Remington: Why aren’t there more Muslims in major league baseball?

From Alex Remington at FanGraphs on August 8, 2013:

To the best of my knowledge, there has only been one Muslim player in the history of major league baseball: Sam Khalifa, a Pirates backup shortstop who played 164 games in the 1980s before retiring following his father’s unexpected murder. (His Egyptian father, Rashad Khalifa, was a heterodox Muslim scholar in Tucson, Arizona, where Sam Khalifa grew up. Sam is now a baseball coach at his old high school, Sahuaro.)

Other American sports have featured well-known Muslims — Nigerian Hakeem Olajuwon and American Shareef Abdur-Raheem in the NBA; Americans Ahmad Rashad and Az-Zahir Hakim in the NFL; Lebanese-Canadian Nazem Kadri in the NHL; and of course, boxer Muhammad Ali has a claim to being the most famous American Muslim, period. (Incidentally, Ahmad Rashad was a student of Rashad Khalifa.) In baseball, meanwhile, while the majority of players have come from a Christian background, there have been members of many other religious minorities, both practicing and nonpracticing, like Ryan Braun (Jewish); Bryce Harper (Mormon); and Khalil Greene (Baha’i). (For that matter, back in 2009, when he was dating Kate Hudson, Alex Rodriguez considered converting to Buddhism.) So why haven’t there been more Muslims in baseball?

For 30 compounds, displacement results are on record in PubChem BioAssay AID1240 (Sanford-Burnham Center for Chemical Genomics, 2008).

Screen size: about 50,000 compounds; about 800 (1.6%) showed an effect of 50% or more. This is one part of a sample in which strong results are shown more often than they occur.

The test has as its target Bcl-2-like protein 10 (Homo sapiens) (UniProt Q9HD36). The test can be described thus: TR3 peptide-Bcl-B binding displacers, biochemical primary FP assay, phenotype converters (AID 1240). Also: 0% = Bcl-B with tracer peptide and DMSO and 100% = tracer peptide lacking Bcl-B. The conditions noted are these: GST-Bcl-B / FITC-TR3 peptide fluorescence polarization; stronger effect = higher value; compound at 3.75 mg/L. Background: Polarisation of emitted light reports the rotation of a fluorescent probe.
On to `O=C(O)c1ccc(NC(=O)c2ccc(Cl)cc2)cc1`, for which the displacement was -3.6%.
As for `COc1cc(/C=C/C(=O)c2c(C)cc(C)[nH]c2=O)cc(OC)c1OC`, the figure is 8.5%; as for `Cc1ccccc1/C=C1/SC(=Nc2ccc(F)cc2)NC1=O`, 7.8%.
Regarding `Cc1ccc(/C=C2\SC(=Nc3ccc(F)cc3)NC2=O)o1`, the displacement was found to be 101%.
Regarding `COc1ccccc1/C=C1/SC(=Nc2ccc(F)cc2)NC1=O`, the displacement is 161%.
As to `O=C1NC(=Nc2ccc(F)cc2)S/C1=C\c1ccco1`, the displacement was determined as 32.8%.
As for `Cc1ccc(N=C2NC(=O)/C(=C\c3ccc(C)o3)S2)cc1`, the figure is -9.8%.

It’s something of an accident of history and geography, according to two sportswriters I contacted.

Read the full article here:

Originally published: August 8, 2013. Last Updated: August 8, 2013.